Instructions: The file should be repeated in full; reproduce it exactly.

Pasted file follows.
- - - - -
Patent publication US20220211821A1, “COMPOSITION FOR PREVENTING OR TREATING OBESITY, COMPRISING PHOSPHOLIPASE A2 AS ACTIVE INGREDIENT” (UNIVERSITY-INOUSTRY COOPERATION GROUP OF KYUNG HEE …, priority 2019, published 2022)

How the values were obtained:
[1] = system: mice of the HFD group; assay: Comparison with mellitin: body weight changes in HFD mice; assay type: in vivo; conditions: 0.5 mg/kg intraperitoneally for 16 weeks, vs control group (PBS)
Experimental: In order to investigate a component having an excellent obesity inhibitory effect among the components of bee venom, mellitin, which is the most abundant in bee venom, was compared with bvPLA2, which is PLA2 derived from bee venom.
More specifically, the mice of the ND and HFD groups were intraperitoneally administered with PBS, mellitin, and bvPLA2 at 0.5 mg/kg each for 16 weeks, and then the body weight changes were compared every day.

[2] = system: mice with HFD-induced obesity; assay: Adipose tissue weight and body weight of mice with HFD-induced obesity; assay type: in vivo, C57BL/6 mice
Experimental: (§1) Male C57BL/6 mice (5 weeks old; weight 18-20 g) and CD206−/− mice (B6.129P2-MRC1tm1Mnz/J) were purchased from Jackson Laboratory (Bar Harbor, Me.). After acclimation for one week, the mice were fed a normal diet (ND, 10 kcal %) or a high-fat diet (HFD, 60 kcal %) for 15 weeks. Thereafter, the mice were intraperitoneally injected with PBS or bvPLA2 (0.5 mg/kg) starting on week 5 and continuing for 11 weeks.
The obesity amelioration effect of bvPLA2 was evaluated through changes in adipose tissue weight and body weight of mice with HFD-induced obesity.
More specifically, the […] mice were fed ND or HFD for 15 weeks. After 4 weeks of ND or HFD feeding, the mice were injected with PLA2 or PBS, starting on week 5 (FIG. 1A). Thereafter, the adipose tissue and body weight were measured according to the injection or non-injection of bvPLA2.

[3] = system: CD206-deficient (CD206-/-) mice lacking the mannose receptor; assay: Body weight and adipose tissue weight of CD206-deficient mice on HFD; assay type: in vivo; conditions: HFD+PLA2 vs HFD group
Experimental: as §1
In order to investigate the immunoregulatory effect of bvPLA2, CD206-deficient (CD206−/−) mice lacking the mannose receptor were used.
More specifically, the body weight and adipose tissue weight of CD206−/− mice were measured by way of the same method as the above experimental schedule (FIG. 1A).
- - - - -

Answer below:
Patent publication US20220211821A1, “COMPOSITION FOR PREVENTING OR TREATING OBESITY, COMPRISING PHOSPHOLIPASE A2 AS ACTIVE INGREDIENT” (UNIVERSITY-INOUSTRY COOPERATION GROUP OF KYUNG HEE …, priority 2019, published 2022)

How the values were obtained:
[1] = system: mice of the HFD group; assay: Comparison with mellitin: body weight changes in HFD mice; assay type: in vivo; conditions: 0.5 mg/kg intraperitoneally for 16 weeks, vs control group (PBS)
Experimental: In order to investigate a component having an excellent obesity inhibitory effect among the components of bee venom, mellitin, which is the most abundant in bee venom, was compared with bvPLA2, which is PLA2 derived from bee venom.
More specifically, the mice of the ND and HFD groups were intraperitoneally administered with PBS, mellitin, and bvPLA2 at 0.5 mg/kg each for 16 weeks, and then the body weight changes were compared every day.

[2] = system: mice with HFD-induced obesity; assay: Adipose tissue weight and body weight of mice with HFD-induced obesity; assay type: in vivo, C57BL/6 mice
Experimental: (§1) Male C57BL/6 mice (5 weeks old; weight 18-20 g) and CD206−/− mice (B6.129P2-MRC1tm1Mnz/J) were purchased from Jackson Laboratory (Bar Harbor, Me.). After acclimation for one week, the mice were fed a normal diet (ND, 10 kcal %) or a high-fat diet (HFD, 60 kcal %) for 15 weeks. Thereafter, the mice were intraperitoneally injected with PBS or bvPLA2 (0.5 mg/kg) starting on week 5 and continuing for 11 weeks.
The obesity amelioration effect of bvPLA2 was evaluated through changes in adipose tissue weight and body weight of mice with HFD-induced obesity.
More specifically, the […] mice were fed ND or HFD for 15 weeks. After 4 weeks of ND or HFD feeding, the mice were injected with PLA2 or PBS, starting on week 5 (FIG. 1A). Thereafter, the adipose tissue and body weight were measured according to the injection or non-injection of bvPLA2.

[3] = system: CD206-deficient (CD206-/-) mice lacking the mannose receptor; assay: Body weight and adipose tissue weight of CD206-deficient mice on HFD; assay type: in vivo; conditions: HFD+PLA2 vs HFD group
Experimental: as §1
In order to investigate the immunoregulatory effect of bvPLA2, CD206-deficient (CD206−/−) mice lacking the mannose receptor were used.
More specifically, the body weight and adipose tissue weight of CD206−/− mice were measured by way of the same method as the above experimental schedule (FIG. 1A).